Writing

Flash file formats opened?

Via Slashdot, word that Adobe is opening the SWF and FLV file formats through the Open Screen Project. On first read this seemed great—Adobe essentially re-opening the SWF spec. It was released under a less onerous license by Macromedia ca. 1998, but then closed back up again once it became clear that the other vector graphics for the web proposals from Microsoft and others would not be an actual competitor. At the time, Microsoft had submitted a binary format called VML to the W3C, and the predecessor to SVG (called PGML) had also been proposed by then-rival Adobe and friends.

On second read it looks like they’re trying to kill Android before it has a chance to get rolling. So history rhymes ten years later. (Shannon informs me that this may qualify as a pantoum).

But to their credit (I’m shocked, actually), both specs are online already:

The SWF (Flash file format) specification

The FLV (Flash video file format) specification

….and more important, without any sort of click-through license. (“By clicking this button you pledge your allegiance to Adobe Systems and disavow your right to develop for products and platforms not controlled or approved by Adobe or its partners. The aforementioned transferral of rights also applies to your next of kin as well as your extended network of business partners and/or (at Adobe’s discretion) lunch dates.”)

I’ve never been nuts about using “open” as prefix for projects, especially as it relates to big companies hyping what do-gooders they are. It makes me think of the phrase “compassionate conservatism”. The fact that “compassionate” has to be added is more telling than anything else. They doth protest too much.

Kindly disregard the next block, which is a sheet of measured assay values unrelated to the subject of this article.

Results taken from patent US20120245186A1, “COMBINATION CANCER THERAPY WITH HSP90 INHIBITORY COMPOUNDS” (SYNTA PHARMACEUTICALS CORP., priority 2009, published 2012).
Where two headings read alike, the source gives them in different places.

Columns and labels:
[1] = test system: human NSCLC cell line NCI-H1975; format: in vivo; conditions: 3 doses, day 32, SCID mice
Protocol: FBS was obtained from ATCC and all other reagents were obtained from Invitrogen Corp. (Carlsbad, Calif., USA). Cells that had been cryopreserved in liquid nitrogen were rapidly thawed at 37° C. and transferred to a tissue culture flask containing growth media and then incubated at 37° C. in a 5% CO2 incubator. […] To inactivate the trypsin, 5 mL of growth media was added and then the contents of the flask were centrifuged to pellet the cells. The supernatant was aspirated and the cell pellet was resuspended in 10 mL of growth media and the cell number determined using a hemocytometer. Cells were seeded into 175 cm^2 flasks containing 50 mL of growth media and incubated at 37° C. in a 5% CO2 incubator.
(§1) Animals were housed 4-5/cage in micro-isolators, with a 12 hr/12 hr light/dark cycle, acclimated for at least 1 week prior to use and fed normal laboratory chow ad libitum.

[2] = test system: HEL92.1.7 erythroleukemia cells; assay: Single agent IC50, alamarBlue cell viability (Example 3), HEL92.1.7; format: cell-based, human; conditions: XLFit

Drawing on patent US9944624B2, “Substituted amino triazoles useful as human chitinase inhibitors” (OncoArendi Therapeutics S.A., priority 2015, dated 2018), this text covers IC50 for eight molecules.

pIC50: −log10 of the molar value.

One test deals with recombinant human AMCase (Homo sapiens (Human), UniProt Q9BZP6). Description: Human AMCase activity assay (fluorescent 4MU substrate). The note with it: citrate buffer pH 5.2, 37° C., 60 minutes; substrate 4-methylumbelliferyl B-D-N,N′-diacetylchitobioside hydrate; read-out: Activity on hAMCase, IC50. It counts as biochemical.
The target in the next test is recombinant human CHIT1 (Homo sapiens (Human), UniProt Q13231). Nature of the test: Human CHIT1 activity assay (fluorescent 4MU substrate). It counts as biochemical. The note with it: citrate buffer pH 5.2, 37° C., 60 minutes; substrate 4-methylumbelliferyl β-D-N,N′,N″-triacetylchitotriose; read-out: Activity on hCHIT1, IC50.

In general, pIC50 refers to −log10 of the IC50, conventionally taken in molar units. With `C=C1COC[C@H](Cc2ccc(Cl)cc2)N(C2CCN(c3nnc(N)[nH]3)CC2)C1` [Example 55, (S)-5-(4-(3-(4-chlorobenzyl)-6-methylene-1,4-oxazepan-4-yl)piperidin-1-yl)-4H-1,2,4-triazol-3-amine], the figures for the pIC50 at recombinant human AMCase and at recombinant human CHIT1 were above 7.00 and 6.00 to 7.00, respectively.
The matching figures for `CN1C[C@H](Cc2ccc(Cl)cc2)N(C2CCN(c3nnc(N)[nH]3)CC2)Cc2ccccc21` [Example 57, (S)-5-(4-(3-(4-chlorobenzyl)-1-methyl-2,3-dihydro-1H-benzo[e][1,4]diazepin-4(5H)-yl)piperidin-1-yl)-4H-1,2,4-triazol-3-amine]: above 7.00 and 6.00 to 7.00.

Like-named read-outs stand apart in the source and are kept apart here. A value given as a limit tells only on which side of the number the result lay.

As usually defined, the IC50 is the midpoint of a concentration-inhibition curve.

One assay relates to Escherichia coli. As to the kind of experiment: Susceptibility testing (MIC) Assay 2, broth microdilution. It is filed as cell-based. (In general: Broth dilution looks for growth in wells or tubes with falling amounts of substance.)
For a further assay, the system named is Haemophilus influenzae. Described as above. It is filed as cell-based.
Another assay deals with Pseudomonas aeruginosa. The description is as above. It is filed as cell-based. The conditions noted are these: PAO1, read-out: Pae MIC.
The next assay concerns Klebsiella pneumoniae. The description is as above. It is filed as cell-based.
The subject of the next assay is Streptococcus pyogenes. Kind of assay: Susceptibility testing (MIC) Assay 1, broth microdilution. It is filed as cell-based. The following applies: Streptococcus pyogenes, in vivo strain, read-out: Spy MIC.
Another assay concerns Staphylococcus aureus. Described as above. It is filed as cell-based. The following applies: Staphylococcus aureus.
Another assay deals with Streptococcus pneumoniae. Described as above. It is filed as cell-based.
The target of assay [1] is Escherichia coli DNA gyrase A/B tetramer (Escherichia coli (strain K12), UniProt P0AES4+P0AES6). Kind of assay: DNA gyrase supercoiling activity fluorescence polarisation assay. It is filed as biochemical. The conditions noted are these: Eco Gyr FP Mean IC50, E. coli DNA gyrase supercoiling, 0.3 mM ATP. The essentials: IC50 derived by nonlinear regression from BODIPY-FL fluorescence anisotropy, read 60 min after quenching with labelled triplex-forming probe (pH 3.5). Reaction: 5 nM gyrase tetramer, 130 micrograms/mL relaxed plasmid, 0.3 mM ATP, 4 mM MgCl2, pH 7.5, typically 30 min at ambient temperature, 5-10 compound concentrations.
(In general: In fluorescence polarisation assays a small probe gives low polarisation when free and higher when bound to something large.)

Thursday, May 1, 2008 | parse  
Book

Visualizing Data Book CoverVisualizing Data is my book about computational information design. It covers the path from raw data to how we understand it, detailing how to begin with a set of numbers and produce images or software that lets you view and interact with information. Unlike nearly all books in this field, it is a hands-on guide intended for people who want to learn how to actually build a data visualization.

The text was published by O’Reilly in December 2007 and can be found at Amazon and elsewhere. Amazon also has an edition for the Kindle, for people who aren’t into the dead tree thing. (Proceeds from Amazon links found on this page are used to pay my web hosting bill.)

Examples for the book can be found here.

The book covers ideas found in my Ph.D. dissertation, which is basis for Chapter 1. The next chapter is an extremely brief introduction to Processing, which is used for the examples. Next is (chapter 3) is a simple mapping project to place data points on a map of the United States. Of course, the idea is not that lots of people want to visualize data for each of 50 states. Instead, it’s a jumping off point for learning how to lay out data spatially.

The chapters that follow cover six more projects, such as salary vs. performance (Chapter 5), zipdecode (Chapter 6), followed by more advanced topics dealing with trees, treemaps, hierarchies, and recursion (Chapter 7), plus graphs and networks (Chapter 8).

This site is used for follow-up code and writing about related topics.

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